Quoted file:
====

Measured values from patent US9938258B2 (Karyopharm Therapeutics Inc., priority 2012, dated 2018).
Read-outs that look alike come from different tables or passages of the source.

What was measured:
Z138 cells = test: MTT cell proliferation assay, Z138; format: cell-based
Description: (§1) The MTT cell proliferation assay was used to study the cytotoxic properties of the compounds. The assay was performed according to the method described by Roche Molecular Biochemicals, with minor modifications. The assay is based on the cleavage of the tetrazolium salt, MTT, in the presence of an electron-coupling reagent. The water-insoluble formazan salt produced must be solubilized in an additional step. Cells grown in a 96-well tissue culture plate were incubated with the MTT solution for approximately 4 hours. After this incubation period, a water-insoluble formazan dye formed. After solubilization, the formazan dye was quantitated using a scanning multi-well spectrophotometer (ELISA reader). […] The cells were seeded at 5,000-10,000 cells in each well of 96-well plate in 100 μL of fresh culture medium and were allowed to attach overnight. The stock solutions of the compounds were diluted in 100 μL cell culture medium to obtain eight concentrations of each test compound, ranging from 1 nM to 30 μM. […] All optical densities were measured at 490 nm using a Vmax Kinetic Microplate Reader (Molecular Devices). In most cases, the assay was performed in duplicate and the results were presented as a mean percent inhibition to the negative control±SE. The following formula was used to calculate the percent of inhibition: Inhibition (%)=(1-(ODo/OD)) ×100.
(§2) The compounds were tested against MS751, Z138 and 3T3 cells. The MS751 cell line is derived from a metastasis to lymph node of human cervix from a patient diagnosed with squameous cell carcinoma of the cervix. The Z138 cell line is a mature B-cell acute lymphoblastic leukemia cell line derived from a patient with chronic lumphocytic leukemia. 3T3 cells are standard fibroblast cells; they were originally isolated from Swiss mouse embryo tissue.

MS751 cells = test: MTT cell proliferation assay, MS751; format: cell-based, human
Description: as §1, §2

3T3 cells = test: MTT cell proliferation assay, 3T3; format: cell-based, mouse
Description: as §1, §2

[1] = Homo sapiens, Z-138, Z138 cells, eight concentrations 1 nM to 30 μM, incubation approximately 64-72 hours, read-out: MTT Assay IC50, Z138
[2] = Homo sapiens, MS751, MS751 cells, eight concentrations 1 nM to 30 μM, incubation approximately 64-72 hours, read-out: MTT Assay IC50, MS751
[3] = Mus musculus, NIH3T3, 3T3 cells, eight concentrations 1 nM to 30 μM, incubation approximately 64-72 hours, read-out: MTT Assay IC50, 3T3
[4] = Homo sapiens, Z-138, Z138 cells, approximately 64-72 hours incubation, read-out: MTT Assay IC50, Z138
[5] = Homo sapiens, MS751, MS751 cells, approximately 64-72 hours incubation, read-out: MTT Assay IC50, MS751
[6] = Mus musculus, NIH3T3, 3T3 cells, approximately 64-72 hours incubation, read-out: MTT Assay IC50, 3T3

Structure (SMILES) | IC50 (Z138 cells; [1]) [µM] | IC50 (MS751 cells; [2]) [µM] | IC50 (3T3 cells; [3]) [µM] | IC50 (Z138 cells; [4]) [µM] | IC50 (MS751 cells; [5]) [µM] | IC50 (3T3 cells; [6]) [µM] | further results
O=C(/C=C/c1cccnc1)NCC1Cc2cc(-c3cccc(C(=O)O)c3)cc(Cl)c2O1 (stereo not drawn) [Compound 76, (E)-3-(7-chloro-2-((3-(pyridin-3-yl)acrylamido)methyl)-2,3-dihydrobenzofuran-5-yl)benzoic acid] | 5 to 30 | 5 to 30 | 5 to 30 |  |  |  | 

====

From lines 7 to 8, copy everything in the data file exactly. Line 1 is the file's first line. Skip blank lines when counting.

MS751 cells = test: MTT cell proliferation assay, MS751; format: cell-based, human
Description: as §1, §2